Next I start with a 3/4-ounce inline weight on my line right above the Stealth Tackle rig and add more clip-on weights if needed. Then I’ll run the biggest Thill slip bobber available. I’ll just tie on some extra line for a bobber stop so I can adjust it quickly and easily by just sliding it up and down the line. I like the Thill slip bobbers over a big round bobber because I believe there’s less resistance felt by the fish, and I am able to tell more about the direction the sucker or musky is swimming by watching the long skinny bobber.

I’ve got all this rigged on Thorne Bros. heavy fiberglass trolling rods with four to five inches taken off the tip to stiffen them up a bit. I like the Shimano Tekota linecounters with 100-pound test Cortland Masterbraid line. I’ve got the rods in holders with the spool open and the line-out clicker engaged. The Tekota has a strong, loud clicker that the sucker rarely pulls out on its own. If a musky starts messing with the sucker, I’ll usually flip the clicker off so there is no resistance at all. That way, predator and prey can hang out together very naturally before the munching begins.

I prefer to fish very clear lakes in Minnesota with livebait and have actually made a habit of fishing lakes with increasing water clarity — often those that have been newly-infested with zebra mussels. It seems that as these lakes clear up the fish can be a little tougher to trick with artificial baits, but they have no trouble finding suckers.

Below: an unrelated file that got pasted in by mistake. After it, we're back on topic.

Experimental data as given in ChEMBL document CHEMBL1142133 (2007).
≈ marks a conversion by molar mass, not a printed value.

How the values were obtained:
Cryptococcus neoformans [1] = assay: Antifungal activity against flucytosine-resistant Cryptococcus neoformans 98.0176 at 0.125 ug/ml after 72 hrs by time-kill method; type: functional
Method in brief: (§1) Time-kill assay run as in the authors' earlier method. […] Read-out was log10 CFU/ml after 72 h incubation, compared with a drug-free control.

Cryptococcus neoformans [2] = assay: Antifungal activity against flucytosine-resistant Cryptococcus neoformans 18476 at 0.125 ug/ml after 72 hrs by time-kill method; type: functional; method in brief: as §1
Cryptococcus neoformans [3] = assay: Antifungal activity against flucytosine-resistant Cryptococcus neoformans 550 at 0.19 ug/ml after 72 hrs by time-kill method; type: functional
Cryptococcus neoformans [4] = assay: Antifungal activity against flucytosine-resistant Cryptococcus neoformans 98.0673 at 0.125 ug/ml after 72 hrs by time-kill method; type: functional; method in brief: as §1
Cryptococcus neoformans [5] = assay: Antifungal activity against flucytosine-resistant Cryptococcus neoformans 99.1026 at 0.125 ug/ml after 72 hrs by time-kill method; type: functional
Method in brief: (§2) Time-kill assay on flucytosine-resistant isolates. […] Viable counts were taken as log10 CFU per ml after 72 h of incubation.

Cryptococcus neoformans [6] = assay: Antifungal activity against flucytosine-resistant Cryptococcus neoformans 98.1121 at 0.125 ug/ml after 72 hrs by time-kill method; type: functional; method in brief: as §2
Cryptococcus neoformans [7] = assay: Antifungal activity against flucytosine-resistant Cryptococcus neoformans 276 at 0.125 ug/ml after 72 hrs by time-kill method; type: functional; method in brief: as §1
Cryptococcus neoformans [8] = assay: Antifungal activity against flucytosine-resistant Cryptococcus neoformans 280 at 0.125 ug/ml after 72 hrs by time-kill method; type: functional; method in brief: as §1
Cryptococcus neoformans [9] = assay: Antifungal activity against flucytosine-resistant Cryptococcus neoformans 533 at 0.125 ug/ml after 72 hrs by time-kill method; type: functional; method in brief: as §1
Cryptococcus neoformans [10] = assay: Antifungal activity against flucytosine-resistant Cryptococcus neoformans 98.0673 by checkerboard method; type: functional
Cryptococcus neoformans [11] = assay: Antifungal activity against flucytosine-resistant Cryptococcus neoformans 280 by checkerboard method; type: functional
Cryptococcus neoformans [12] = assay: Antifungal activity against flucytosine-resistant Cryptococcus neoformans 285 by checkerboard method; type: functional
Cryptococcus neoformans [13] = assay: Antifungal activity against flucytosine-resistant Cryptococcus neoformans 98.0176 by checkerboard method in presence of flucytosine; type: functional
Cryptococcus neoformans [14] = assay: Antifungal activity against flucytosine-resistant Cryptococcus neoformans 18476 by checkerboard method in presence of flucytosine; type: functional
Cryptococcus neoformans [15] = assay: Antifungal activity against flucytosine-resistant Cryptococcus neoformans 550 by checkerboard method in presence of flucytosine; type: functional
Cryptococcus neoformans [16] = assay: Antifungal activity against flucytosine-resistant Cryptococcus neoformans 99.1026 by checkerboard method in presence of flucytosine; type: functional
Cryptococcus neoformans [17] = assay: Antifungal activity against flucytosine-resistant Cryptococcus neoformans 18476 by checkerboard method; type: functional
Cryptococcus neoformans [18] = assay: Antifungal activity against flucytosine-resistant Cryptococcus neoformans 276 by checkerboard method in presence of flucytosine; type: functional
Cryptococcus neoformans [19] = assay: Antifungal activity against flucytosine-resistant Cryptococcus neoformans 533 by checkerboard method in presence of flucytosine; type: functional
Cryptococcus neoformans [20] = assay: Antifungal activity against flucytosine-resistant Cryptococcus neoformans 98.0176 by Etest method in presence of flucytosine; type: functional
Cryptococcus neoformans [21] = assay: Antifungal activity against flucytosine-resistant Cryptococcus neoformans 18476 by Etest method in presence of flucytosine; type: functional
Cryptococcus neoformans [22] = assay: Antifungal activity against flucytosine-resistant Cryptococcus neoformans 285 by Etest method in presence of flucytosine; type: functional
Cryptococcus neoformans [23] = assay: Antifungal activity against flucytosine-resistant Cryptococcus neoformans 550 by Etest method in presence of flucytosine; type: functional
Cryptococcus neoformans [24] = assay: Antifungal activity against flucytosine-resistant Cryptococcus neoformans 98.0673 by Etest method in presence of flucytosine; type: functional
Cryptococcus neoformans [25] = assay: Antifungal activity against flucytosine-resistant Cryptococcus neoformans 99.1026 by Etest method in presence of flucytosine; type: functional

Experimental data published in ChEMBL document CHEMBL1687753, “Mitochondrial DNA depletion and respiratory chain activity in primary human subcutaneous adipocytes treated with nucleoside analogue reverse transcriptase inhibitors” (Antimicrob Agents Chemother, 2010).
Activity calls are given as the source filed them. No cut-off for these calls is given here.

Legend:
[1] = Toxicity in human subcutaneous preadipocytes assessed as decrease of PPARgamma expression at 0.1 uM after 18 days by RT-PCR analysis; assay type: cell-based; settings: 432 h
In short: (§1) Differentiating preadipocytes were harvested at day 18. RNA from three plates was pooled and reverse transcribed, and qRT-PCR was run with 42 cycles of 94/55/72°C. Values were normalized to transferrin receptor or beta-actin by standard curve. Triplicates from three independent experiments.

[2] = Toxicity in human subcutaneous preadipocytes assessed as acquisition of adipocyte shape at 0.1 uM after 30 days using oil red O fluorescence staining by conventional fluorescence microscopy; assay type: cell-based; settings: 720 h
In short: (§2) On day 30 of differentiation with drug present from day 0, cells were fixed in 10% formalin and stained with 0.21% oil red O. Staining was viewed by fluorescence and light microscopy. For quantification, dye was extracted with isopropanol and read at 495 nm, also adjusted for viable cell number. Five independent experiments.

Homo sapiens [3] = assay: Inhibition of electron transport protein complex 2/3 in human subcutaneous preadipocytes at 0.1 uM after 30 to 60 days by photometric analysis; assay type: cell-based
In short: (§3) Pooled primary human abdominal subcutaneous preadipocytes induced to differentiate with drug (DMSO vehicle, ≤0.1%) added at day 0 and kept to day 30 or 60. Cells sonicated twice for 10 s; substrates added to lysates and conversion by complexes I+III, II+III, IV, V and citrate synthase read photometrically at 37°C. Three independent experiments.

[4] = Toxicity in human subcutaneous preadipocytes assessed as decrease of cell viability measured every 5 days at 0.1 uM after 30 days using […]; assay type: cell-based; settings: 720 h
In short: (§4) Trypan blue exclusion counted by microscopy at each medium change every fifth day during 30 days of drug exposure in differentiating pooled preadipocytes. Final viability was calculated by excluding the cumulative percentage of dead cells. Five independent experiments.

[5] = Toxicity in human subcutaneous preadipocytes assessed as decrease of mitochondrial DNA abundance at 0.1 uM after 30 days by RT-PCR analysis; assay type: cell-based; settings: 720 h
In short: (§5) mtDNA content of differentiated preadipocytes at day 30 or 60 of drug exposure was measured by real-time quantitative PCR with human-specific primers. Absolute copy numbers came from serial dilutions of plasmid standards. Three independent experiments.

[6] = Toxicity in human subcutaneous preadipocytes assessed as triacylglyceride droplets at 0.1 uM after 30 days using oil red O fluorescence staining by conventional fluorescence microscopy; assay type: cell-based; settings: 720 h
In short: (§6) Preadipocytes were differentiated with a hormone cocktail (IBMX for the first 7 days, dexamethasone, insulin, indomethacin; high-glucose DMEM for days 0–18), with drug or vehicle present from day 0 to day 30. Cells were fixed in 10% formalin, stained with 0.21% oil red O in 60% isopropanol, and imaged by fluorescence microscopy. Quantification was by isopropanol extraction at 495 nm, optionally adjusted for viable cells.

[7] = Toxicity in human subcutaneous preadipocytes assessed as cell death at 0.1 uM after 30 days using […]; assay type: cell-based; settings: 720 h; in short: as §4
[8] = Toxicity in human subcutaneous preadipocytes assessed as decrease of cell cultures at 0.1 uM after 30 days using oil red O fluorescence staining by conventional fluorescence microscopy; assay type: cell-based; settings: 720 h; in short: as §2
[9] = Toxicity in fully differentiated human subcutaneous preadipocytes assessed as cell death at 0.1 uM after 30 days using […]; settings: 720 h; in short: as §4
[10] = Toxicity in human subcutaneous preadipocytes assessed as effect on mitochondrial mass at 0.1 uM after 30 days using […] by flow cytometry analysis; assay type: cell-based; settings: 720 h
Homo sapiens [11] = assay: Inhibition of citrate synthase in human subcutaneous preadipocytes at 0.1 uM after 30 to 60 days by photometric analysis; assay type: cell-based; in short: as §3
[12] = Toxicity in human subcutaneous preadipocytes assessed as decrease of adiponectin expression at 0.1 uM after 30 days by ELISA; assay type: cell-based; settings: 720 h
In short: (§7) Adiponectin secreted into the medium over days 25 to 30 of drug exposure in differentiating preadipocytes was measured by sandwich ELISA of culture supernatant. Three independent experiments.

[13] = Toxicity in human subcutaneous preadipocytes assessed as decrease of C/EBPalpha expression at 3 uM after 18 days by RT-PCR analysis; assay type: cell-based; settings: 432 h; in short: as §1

Get ’Em Out There

When dragging suckers in clear water, I like to place my bobbers well back from the boat, maybe 60 to 90 feet on the linecounter depending on conditions. This allows me to zig-zag around a bit and get them to places the boat hasn’t necessarily driven over. Some guys use small planer boards to get the suckers away from the boat. When a bobber goes down you’ll have to hustle to get back over the fish before you set the hook, but covering 80 feet with the trolling motor doesn’t take long.

In clear water I always want my suckers to be swimming past the best weeds in the lake. Weeds provide oxygen and cover, and the greenest, tallest-standing weeds will always hold fish late into the year, often until ice-up. I start by fishing the outside edge of the weeds and set the bobber so the bait is swimming just below the tops of the weeds, and drag it just outside the weedbed.

Many times I’ll move up on top of large flats where the weeds thin out. Here I’ll shorten the depth a bit and meander around where there is a mixture of sand and weeds, trying to stay near an inside edge if one is present — which can be frustrating because the baitfish will bury in the weeds a lot. As you learn the spots you’ll get better at snaking the bait through the cover and you’ll be surprised at the number of muskies still up in the five- to 10-foot range late in the season. I typically run the boat at 0.6 to 0.9 mph to keep the bait swimming without getting into too much trouble with weeds, or getting too worn out.